Employee Retention to Maximize the Value of Your Firm

Within the C-suite, every top executive has an invaluable role to play.

The CEO is the visionary of the firm. The CFO manages the financial infrastructure while the COO (if the firm is big enough) manages the operations.

But when you consider selling your firm and need to demonstrate maximum value and future profitability, it’s the firm’s No. 2 executive who plays the lead role.

Employee Retention is crucial during any transitionThat’s right. It’s not the occupants of the C-suite who determine the maximizing of price for a sale. It’s your No. 2. This is the most senior and seasoned PR professional of the firm. He or she is most responsible to build the firm, win pitches, manage VP-level account executives and prepare to succeed the CEO.

Here are three vital ways your firm’s No.2 drives profitability and adds value to the firm.

1. She takes a huge burden off the shoulders of the CEO so she can focus on leveraging contacts and landing new business.

2. She manages client services, knows who’s working on what and understands the macros and challenges in a given market. Clients see that your No. 2 is able to provide counsel to the firm’s VPs and MDs not only creatively but financially, in terms of managing the time budgets included in contracts with clients.

3. She works with VPs and MDs to ensure that clients are well served, objectives are being met and the goal of 20 percent profitability on the account is being achieved.

It’s important to keep in mind that your firm’s No. 2 is a PR professional, not a financial, CFO-type. However, she is smart enough to review time charges versus retainers and gauge if the firm is suffering from overservicing—or scope creep—and, if necessary, request an increase in fees from clients.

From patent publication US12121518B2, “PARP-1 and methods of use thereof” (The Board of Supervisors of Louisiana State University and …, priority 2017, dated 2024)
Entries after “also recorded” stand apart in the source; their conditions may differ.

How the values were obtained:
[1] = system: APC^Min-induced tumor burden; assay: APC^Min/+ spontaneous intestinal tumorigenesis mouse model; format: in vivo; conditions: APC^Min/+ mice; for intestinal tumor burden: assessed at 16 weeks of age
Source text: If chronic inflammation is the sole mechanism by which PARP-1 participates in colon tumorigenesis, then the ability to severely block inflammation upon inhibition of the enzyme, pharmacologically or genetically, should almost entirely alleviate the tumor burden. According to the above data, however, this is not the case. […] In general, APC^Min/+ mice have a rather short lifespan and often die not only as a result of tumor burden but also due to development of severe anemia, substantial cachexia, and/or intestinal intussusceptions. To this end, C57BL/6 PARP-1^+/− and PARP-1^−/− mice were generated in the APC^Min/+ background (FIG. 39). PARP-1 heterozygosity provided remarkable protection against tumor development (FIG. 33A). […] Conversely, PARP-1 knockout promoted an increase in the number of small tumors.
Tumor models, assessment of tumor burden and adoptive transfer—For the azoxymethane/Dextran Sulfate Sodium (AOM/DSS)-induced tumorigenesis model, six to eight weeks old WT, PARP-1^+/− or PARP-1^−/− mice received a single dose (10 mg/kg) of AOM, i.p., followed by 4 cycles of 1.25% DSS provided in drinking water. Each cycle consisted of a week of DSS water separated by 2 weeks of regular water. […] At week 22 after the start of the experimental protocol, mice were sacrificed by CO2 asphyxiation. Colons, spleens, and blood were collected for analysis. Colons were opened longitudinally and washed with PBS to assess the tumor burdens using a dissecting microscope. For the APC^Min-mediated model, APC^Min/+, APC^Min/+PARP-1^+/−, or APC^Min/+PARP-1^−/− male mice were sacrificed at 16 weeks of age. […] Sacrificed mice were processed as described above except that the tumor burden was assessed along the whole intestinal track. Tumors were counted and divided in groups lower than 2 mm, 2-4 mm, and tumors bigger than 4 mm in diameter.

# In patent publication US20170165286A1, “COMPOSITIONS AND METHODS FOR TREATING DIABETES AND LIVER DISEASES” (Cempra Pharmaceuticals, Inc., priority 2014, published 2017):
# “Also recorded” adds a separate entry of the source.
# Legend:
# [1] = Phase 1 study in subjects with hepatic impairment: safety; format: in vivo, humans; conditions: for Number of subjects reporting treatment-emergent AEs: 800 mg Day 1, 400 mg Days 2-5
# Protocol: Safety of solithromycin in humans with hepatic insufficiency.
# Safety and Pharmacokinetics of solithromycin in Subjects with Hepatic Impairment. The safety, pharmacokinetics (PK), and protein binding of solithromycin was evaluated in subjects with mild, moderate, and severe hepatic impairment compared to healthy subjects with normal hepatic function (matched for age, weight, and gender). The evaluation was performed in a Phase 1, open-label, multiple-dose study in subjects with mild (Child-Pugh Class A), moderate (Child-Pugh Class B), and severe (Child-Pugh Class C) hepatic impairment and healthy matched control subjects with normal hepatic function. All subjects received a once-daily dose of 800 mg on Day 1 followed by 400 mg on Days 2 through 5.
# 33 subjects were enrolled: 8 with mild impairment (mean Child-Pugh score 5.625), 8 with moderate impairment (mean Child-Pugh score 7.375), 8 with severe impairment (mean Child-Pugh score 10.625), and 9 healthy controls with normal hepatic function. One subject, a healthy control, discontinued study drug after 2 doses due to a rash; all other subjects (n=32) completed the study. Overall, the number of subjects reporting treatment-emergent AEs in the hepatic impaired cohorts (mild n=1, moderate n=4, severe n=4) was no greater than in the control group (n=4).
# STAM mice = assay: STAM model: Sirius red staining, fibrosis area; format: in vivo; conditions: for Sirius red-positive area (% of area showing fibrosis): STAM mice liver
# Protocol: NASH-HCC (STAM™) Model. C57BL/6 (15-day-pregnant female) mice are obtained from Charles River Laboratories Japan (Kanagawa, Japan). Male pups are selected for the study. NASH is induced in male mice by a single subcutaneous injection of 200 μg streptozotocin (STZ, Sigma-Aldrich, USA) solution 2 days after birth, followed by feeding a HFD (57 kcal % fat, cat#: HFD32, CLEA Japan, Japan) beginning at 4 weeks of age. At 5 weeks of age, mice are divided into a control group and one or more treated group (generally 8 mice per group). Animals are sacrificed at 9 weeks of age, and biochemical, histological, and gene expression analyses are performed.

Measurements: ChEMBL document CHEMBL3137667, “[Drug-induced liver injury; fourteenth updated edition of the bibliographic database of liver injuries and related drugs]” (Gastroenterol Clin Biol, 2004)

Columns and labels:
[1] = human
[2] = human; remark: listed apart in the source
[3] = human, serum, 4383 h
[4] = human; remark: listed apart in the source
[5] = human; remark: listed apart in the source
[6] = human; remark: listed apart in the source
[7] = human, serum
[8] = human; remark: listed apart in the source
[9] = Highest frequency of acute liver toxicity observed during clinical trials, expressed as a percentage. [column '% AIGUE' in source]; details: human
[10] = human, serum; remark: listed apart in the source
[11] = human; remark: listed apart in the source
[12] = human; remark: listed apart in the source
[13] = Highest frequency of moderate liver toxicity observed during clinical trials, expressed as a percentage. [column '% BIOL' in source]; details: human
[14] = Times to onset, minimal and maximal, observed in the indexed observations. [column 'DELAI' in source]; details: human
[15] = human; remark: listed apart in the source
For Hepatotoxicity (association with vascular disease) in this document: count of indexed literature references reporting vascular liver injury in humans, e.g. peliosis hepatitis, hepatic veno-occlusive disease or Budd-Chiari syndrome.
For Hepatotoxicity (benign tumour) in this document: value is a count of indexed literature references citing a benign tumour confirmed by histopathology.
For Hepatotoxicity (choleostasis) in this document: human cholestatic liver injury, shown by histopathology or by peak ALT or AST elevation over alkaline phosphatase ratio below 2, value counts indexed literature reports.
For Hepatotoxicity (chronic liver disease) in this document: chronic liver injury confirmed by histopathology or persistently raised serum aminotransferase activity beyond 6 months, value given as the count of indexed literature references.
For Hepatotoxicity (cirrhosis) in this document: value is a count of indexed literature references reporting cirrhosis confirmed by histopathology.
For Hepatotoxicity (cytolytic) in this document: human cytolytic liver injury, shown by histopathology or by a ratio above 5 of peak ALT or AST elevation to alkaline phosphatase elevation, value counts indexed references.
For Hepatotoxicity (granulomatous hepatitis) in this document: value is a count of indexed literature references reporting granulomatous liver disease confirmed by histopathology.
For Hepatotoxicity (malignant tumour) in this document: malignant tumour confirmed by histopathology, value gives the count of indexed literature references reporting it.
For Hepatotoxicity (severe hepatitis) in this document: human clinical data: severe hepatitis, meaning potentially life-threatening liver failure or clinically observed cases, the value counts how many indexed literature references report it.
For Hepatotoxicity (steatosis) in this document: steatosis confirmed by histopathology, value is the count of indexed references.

The firm’s No. 2 will also communicate with the CEO about service and overservice issues and proposed discussions with clients about fees.

All told, it’s little wonder that when a buyer looks at the firm for possible acquisition the reputation and performance of your No. 2 is going to be top of mind. Executive and employee retention is a large part of this process.

Indeed, the decision to acquire a firm often comes down whether the buyer is fully confident that the No. 2 of the seller firm can take on enhanced responsibilities on a more regional and/or global basis and help drive the overall strategy of the company.

The No. 2, given the extraordinary responsibilities, should qualify for phantom stock, or “contract equity,” in which he or she gets a percent of any sale price of the business.

Every time the owner gets a check (down payment plus each earn-out payment), the No. 2 receives the respective percent.

For example, if the owner/CEO receives $1 million for the sale of the firm and the No. 2 has 10 percent phantom/contract equity, the No. 2 ultimately will receive $100,000 (in addition to a market salary, bonuses, raises and a 10 percent commission for new business).

Your No. 2 also generates a very attractive incentivizing compensation package, so putting aside a long-term incentive plan is crucial for agency owners considering selling out within the next five to six years.

Other incentives for employee retention could include merit increases, spot bonuses, profit sharing and stock options.

I also recommend that by receiving phantom stock/contract equity your No. 2 should be required to sign some form of restrictive covenant and/or non-compete agreement.

This is a mutually beneficial tradeoff. It incentivizes the No. 2 to remain with the firm and makes the firm’s new owners feel more secure in delegating major/new responsibilities to the No. 2.

We cannot overemphasize the value of the No. 2 for PR agency owners. If you have a extraordinary No. 3 and No. 4 that’s even better. The buyer will always look beyond the No. 1 executive to ultimately determine the value of the firm.

 

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